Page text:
Fats: The diet allows mainly unsaturated fats, which are a healthier choice for anyone trying to lose weight.
Extra-virgin olive oil
Nuts and seeds
Foods to avoid on the Galveston diet
The only dairy product recommended is Greek yogurt because it has more protein than other yogurt varieties. Similarly, the only grain the diet includes is quinoa, again because it provides protein in addition to carbohydrates.
While following the Galveston diet, you should avoid processed foods and food with added sugars. The website recommends entirely avoiding the middle aisles of the supermarket, where snacks and packaged foods are found.
When to eat on the Galveston diet
The diet not only places strict limits on what you eat, but also when you eat. While following the diet, you are advised to do a daily version of intermittent fasting in which you restrict your eating to an 8-hour period, such as between 10 am and 6 pm, and fast for the remaining 16 hours.
The intermittent fasting aspect of the diet is meant to help reduce inflammation and burn fat. In order to get all the details of the Galveston diet, you need to pay a one time fee of $59, which gives you access to a curriculum covering inflammation, hormones, and other health topics. There are also meal plans, recipes, and shopping lists available.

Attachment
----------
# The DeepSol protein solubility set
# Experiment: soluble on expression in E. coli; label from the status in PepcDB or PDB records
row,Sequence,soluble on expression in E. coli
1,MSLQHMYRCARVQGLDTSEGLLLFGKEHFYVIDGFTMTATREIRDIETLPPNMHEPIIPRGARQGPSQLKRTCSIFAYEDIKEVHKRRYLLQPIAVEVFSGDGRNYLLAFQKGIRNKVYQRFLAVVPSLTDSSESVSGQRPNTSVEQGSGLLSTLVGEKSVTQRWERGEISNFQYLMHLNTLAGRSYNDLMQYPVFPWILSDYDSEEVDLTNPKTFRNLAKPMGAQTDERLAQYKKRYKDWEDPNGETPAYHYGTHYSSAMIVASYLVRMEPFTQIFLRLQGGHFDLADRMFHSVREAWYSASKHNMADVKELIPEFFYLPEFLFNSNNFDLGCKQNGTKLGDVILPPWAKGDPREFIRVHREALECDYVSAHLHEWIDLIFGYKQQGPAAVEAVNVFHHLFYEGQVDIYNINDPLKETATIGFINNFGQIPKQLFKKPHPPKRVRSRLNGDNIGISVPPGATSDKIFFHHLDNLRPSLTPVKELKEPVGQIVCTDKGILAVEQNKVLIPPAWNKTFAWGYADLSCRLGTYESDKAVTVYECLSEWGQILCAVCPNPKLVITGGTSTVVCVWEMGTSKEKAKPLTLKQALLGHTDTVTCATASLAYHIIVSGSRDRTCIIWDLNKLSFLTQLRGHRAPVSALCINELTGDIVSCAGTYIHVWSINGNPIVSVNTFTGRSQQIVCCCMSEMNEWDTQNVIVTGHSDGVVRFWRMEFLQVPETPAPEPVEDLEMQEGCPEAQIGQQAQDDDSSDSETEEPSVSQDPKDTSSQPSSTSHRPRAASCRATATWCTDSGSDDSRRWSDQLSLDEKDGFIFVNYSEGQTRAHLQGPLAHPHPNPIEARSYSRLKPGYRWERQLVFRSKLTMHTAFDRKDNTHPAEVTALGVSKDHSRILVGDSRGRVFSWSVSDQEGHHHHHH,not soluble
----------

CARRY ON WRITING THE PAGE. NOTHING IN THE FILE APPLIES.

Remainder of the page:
Should I try the Galveston diet?
It’s important to make lifestyle changes when you hit menopause, says Stephanie Faubion, MD, MBA, director of the Mayo Clinic Center for Women’s Health. “Women need to be aware that if they don’t change something at menopause — eat less and exercise more — they will gain weight.”
Though the diet has somewhat rigid restrictions, Faubion says that it does not seem to be harmful. However, she adds that paying a fee may not be worth it. “There are many diets that focus on lots of fruits, vegetables and whole grains and are low in saturated fat that women can follow, the Mediterranean being one.”